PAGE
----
Former Kansas guard Elijah Johnson knows what Devonté Graham is about to go through. He’s already lived it.
In 2012, Johnson played alongside senior playmaker Tyshawn Taylor before being asked to take over primary ball-handling duties the next year.
Graham — like Johnson — is facing a similar transition following point guard Frank Mason’s departure.
“If there was any advice I could give Devonté, I think that half the battle would be recognizing the difference from junior and senior year,” Johnson said Tuesday. “Not really just really erasing Tyshawn or Frank out of the picture, but just (realizing) your own personal responsibilities.”
Johnson remembers it being difficult. He was accustomed to Taylor serving as lead guard, which meant Johnson could often wait on the perimeter for a pass before shooting threes — 204 of them his junior season.
The next year, things shifted. Johnson shot 157 perimeter shots, instead focusing his energy on getting attempts for teammates like Ben McLemore.
“I was the one who had to run around off of a million ball screens and create something when nothing else was going on,” Johnson said. “Sometimes when I’m tired, that bothered me, and a lot of times when I wasn’t getting up some shots, that would bother me a little bit, coming from junior year and just being able to stand around.”
Johnson, in these moments, gained more respect for Taylor.
“I didn’t realize how much he had to do, and I think Devonté will realize the same thing with Frank,” Johnson said. “But I have faith in Devonté in figuring it out.”
The situations appear similar. Graham shot 242 threes a year ago — second-most in the Big 12 — while many times waiting for Mason to drive and pitch.
Graham’s bigger goal this year is likely to be freeing up guys like Malik Newman, Svi Mykhailiuk and Lagerald Vick so they can be at their best.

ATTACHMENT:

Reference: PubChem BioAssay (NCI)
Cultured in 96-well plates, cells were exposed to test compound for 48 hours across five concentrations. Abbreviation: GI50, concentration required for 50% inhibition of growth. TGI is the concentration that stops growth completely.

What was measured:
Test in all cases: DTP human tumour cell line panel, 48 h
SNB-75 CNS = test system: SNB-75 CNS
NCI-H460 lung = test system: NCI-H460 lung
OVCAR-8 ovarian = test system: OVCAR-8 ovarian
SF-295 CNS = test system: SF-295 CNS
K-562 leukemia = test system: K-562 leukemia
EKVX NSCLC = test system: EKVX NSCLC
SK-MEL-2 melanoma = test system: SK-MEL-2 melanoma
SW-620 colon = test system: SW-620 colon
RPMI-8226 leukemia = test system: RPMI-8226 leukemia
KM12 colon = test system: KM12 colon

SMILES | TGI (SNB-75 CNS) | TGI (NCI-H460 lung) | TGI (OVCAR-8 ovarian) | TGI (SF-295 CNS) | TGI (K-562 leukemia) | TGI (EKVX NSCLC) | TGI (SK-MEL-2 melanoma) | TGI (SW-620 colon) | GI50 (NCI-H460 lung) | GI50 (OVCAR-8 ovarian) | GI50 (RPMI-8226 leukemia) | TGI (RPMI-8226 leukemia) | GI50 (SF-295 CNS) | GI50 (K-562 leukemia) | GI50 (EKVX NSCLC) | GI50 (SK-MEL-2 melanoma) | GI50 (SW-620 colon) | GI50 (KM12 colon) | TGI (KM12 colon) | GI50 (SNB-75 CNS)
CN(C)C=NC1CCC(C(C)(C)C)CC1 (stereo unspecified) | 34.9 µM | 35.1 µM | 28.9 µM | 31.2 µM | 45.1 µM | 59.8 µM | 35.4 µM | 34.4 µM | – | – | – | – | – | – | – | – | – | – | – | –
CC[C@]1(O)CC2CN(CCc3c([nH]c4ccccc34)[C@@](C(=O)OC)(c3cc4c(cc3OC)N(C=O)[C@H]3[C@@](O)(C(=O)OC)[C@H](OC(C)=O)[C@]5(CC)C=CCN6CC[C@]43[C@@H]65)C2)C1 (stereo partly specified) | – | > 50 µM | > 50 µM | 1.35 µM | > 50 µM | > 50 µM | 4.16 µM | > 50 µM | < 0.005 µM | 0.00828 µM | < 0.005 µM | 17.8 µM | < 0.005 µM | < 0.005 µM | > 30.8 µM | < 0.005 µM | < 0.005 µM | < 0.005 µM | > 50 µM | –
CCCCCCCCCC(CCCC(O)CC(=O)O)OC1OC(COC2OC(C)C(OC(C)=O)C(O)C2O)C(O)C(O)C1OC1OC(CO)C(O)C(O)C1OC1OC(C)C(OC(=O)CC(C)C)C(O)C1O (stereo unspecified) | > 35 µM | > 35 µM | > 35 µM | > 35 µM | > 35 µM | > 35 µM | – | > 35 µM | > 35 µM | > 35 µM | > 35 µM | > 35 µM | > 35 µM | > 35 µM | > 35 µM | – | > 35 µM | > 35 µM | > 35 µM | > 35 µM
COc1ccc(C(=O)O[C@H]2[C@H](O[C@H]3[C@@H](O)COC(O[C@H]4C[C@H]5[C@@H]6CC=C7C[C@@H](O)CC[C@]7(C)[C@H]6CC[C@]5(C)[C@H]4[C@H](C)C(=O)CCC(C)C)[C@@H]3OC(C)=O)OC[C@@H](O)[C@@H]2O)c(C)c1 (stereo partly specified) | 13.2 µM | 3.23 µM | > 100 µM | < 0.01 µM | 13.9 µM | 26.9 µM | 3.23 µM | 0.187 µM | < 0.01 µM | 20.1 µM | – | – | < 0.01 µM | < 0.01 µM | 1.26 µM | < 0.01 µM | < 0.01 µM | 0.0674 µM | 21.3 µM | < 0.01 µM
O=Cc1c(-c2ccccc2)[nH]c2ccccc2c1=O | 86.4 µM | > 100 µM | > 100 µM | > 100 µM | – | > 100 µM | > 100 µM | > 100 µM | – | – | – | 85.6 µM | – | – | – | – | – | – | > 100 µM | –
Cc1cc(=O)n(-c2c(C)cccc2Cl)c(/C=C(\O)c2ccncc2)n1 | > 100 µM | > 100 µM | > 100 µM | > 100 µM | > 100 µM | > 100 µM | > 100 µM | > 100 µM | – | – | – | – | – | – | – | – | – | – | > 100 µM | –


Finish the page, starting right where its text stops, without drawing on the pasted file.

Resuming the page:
“The practices, the grind ... it’s definitely going to be a little different,” Johnson said. “I think that half of that battle is to realize that’s the situation. Most people don’t realize it and they feel that they can play as (they did) junior year, and that’s not the case.”
Johnson related the circumstances to playing professionally, as he’s done the last four seasons. If a player is signed to be a passer, he goes into the season thinking about assists. If he’s signed as a scorer, he focuses his energy on that role.
Graham isn’t under contract next season, but he’ll likely learn that distributing will be one of his major responsibilities if KU hopes to reach its offensive ceiling.
Johnson believes Graham is smart enough to quickly embrace this new reality.
“It seems like he’s got his head on right, so I think he’s definitely thinking about these types of questions that you guys are asking,” Johnson said. “I think he’ll be all right. It took me a while.
“And after figuring it out, it’s about accepting it.”